Kallas Remarks By Steve Kallas
Plenty more happened last night than the New York Rangers beating the New Jersey Devils, 5-3, giving the Rangers a five-game series victory. It could very well be the end of the glorious run of the Devils as the DEVILS and of Martin Brodeur as MARTIN BRODEUR.
With three Stanley Cups and an old-time goalie’s iron man approach to hockey (even when other teams were playing two goalies with some regularity, Brodeur seemed to play every game), Martin Brodeur is a sure-fire Hall of Famer once he hangs up his skates. But he certainly gave up a number of soft goals in the Ranger series (both Barry Melrose on ESPN and Joe Micheletti of MSG Network kept saying “Marty wishes he could have that one back”). Accused for years of being a “system” goalie as the Devils played the dreaded trap to perfection, it’s become clear over the last seven or eight years that Brodeur is much more than that – in fact, an all-time great goaltender.
The problem for him (and the Devils), frankly, is the quality of the defense put in front of him. Gone to retirement are the Hall of Famer Scott Stevens and the excellent Ken Daneyko. Gone to other teams are the great Scott Niedermayer and the vastly underrated Brian Rafalski. These guys simply can’t be replaced and haven’t been replaced, even with money-saving genius Lou Lamoriello at the helm.
On the other side, the New York Rangers are coming like a freight train. While it’s true that the additions of Scott Gomez and Chris Drury were crucial, the key to it all, as it usually is in hockey, is the ascension of King Henrik Lundqvist. Non-hockey fans simply don’t understand the importance of the quality of your top goalie. Frankly, it’s like starting your number one pitcher every game.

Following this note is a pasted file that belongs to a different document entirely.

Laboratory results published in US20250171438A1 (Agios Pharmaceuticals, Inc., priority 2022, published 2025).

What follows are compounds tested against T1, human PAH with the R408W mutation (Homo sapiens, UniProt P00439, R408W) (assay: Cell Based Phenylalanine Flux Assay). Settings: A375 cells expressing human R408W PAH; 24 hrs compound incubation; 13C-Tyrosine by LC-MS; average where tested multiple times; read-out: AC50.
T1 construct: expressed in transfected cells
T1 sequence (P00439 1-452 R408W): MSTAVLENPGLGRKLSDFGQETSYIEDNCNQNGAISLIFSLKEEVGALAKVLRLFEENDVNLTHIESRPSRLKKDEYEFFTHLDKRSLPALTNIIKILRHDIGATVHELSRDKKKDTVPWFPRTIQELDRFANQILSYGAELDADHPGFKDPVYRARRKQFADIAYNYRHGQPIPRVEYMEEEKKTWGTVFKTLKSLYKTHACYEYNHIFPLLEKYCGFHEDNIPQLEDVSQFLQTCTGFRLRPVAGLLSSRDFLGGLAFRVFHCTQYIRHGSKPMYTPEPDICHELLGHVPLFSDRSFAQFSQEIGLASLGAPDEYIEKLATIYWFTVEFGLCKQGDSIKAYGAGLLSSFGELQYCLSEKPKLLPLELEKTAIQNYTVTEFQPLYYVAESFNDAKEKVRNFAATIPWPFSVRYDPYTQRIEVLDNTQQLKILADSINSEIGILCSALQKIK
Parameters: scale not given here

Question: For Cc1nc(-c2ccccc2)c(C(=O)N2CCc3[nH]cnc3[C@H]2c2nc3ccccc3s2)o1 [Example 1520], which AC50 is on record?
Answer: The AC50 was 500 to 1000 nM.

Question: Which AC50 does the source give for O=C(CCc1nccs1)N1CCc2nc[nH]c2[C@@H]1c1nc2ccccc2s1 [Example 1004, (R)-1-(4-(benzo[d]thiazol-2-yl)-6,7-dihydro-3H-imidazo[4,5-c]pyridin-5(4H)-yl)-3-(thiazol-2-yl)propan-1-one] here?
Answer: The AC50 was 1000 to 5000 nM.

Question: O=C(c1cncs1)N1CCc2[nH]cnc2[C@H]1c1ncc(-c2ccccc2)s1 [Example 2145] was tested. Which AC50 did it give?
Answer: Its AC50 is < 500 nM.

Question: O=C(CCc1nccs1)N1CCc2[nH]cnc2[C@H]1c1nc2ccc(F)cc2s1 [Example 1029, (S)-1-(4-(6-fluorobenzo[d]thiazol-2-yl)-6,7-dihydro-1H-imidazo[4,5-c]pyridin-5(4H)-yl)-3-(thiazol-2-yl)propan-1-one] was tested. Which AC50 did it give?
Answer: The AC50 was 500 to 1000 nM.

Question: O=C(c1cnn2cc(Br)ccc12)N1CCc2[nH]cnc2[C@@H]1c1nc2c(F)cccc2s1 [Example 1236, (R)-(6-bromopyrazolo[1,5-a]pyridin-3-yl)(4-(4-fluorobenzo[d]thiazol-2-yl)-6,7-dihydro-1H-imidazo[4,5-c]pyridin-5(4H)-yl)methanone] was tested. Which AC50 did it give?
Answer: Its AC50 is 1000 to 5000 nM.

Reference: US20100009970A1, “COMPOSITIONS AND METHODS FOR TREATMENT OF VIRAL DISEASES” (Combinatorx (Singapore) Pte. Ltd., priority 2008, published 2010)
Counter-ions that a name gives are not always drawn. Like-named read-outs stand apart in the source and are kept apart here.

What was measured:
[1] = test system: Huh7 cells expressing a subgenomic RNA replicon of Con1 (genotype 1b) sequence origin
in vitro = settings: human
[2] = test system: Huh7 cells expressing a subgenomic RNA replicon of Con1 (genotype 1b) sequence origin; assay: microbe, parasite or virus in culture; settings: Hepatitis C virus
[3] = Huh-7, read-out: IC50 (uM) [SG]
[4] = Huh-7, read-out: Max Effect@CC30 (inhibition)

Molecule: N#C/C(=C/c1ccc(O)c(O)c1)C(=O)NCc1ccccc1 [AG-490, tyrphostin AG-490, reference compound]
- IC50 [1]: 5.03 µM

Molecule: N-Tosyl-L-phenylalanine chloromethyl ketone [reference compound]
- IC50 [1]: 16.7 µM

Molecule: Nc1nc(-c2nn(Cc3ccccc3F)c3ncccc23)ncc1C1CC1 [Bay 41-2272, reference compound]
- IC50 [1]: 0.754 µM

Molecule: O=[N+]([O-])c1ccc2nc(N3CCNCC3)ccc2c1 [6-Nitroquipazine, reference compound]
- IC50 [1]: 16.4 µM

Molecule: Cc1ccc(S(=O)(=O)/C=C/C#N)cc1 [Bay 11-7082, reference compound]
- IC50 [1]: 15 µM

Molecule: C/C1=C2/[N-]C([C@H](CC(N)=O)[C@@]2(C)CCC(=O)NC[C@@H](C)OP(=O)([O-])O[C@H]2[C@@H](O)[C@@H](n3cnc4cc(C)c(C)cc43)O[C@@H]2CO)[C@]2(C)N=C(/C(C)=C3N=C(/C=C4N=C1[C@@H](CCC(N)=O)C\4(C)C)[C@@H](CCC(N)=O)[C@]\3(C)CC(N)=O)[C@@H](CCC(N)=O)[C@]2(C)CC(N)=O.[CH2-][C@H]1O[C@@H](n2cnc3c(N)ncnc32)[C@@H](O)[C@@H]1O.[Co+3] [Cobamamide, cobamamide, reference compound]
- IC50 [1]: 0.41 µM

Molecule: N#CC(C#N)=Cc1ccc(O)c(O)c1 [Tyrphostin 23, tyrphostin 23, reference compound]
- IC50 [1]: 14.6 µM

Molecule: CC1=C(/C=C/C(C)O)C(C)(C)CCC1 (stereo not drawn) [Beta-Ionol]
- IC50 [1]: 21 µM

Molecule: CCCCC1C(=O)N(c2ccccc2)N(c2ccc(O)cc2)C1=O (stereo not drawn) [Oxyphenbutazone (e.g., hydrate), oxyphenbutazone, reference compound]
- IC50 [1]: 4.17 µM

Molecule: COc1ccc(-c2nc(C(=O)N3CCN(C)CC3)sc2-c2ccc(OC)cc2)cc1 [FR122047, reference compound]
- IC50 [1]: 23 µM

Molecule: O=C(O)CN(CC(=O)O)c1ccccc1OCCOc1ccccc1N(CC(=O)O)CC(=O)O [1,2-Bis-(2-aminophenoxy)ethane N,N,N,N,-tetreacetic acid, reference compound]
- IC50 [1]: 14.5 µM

So Lundqvist, with very brief time-period exceptions, has been a top NHL goaltender since he came into the league. He was an NHL “rookie” like Ichiro was a baseball rookie – he was a star in the Swedish Elite League before he came to the Rangers and has an Olympic Gold Medal.
While the Rangers charged the net, shot the puck (finally) and caused Brodeur all kinds of problems (separate and apart from the Sean Avery fiasco), it seemed like the Devils had to shoot the puck off a Ranger to score (the game-winning goal in their only victory plus goals two and three that got them back to 4-3 in Game 5). But Lundqvist put down the hammer and sent a message by stopping tricky John Madden on a penalty shot after all the momentum had shifted to the Devils. It’s not Mike Richter stopping Vancouver’s Pavel Bure in 1994, but it was the final nail in the Devil’s coffin as they seemed about to crawl out of it.
Some Ranger fans feared that the acquisition of Scott Gomez would be the second coming of the disappointing (as a Ranger) Bobby Holik, but that hasn’t happened. In fact, just the subtraction of Gomez from the Devils was a great blow to their winning system. In addition, even though Jaromir Jagr obviously missed the underrated Michael Nylander earlier in the season, Jagr has come around and is playing like a superstar again. Maybe, like many NBA players, he was just waiting for the playoffs.
But it all comes back to Lundqvist. Intelligent, clutch, fundamentally sound, he’s going to be around for a long time. And that means that the Rangers, arguably helped more than any other team by the “new” NHL salary restrictions, are also Cup contenders this year and in the future.
As for Brodeur, he, Lamoriello and the Devils will regroup as they always do and will still be a factor. But it says here that, from a winning-the-Stanley-Cup perspective, The King is Dead, Long Live The King!
© Copyright 2008 by Steve Kallas. All rights reserved.